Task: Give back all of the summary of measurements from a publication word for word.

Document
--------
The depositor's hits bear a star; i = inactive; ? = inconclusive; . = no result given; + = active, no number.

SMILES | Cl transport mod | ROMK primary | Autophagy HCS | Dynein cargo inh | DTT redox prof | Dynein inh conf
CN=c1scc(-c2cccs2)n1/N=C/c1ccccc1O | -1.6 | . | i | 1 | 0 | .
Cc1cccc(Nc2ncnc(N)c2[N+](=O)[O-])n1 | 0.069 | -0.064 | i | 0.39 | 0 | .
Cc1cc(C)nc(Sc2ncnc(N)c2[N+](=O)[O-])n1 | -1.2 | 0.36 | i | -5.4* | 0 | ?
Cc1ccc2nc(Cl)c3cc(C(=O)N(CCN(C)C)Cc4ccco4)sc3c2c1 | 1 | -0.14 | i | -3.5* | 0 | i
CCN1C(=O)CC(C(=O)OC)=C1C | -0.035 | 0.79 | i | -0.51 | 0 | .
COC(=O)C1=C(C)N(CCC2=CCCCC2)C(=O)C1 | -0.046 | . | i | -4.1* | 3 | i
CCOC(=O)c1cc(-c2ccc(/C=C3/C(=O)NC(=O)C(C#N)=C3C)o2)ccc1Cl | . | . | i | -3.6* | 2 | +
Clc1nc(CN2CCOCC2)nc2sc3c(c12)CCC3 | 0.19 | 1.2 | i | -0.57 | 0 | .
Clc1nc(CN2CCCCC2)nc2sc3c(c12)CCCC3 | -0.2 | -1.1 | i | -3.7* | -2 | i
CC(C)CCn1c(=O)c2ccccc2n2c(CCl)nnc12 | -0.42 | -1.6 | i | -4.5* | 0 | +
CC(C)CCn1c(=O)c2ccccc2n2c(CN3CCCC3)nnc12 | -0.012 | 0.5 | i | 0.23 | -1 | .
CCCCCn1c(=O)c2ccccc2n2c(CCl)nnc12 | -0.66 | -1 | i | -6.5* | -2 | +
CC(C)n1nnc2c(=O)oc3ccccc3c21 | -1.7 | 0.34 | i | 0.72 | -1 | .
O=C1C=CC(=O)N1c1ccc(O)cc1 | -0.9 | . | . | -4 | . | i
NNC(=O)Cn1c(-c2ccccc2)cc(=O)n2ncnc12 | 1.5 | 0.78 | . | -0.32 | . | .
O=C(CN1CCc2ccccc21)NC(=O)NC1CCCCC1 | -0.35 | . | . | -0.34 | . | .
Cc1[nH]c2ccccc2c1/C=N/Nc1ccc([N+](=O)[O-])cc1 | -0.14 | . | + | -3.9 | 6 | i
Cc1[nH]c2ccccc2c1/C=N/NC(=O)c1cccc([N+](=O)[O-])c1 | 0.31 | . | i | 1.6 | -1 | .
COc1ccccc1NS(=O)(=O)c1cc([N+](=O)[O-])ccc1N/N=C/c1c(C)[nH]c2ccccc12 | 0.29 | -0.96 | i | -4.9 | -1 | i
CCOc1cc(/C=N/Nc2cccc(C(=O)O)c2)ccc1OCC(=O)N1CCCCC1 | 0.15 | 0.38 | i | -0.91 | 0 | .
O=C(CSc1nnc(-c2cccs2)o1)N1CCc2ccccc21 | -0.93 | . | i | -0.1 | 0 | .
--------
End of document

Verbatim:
The depositor's hits bear a star; i = inactive; ? = inconclusive; . = no result given; + = active, no number.

SMILES | Cl transport mod | ROMK primary | Autophagy HCS | Dynein cargo inh | DTT redox prof | Dynein inh conf
CN=c1scc(-c2cccs2)n1/N=C/c1ccccc1O | -1.6 | . | i | 1 | 0 | .
Cc1cccc(Nc2ncnc(N)c2[N+](=O)[O-])n1 | 0.069 | -0.064 | i | 0.39 | 0 | .
Cc1cc(C)nc(Sc2ncnc(N)c2[N+](=O)[O-])n1 | -1.2 | 0.36 | i | -5.4* | 0 | ?
Cc1ccc2nc(Cl)c3cc(C(=O)N(CCN(C)C)Cc4ccco4)sc3c2c1 | 1 | -0.14 | i | -3.5* | 0 | i
CCN1C(=O)CC(C(=O)OC)=C1C | -0.035 | 0.79 | i | -0.51 | 0 | .
COC(=O)C1=C(C)N(CCC2=CCCCC2)C(=O)C1 | -0.046 | . | i | -4.1* | 3 | i
CCOC(=O)c1cc(-c2ccc(/C=C3/C(=O)NC(=O)C(C#N)=C3C)o2)ccc1Cl | . | . | i | -3.6* | 2 | +
Clc1nc(CN2CCOCC2)nc2sc3c(c12)CCC3 | 0.19 | 1.2 | i | -0.57 | 0 | .
Clc1nc(CN2CCCCC2)nc2sc3c(c12)CCCC3 | -0.2 | -1.1 | i | -3.7* | -2 | i
CC(C)CCn1c(=O)c2ccccc2n2c(CCl)nnc12 | -0.42 | -1.6 | i | -4.5* | 0 | +
CC(C)CCn1c(=O)c2ccccc2n2c(CN3CCCC3)nnc12 | -0.012 | 0.5 | i | 0.23 | -1 | .
CCCCCn1c(=O)c2ccccc2n2c(CCl)nnc12 | -0.66 | -1 | i | -6.5* | -2 | +
CC(C)n1nnc2c(=O)oc3ccccc3c21 | -1.7 | 0.34 | i | 0.72 | -1 | .
O=C1C=CC(=O)N1c1ccc(O)cc1 | -0.9 | . | . | -4 | . | i
NNC(=O)Cn1c(-c2ccccc2)cc(=O)n2ncnc12 | 1.5 | 0.78 | . | -0.32 | . | .
O=C(CN1CCc2ccccc21)NC(=O)NC1CCCCC1 | -0.35 | . | . | -0.34 | . | .
Cc1[nH]c2ccccc2c1/C=N/Nc1ccc([N+](=O)[O-])cc1 | -0.14 | . | + | -3.9 | 6 | i
Cc1[nH]c2ccccc2c1/C=N/NC(=O)c1cccc([N+](=O)[O-])c1 | 0.31 | . | i | 1.6 | -1 | .
COc1ccccc1NS(=O)(=O)c1cc([N+](=O)[O-])ccc1N/N=C/c1c(C)[nH]c2ccccc12 | 0.29 | -0.96 | i | -4.9 | -1 | i
CCOc1cc(/C=N/Nc2cccc(C(=O)O)c2)ccc1OCC(=O)N1CCCCC1 | 0.15 | 0.38 | i | -0.91 | 0 | .
O=C(CSc1nnc(-c2cccs2)o1)N1CCc2ccccc21 | -0.93 | . | i | -0.1 | 0 | .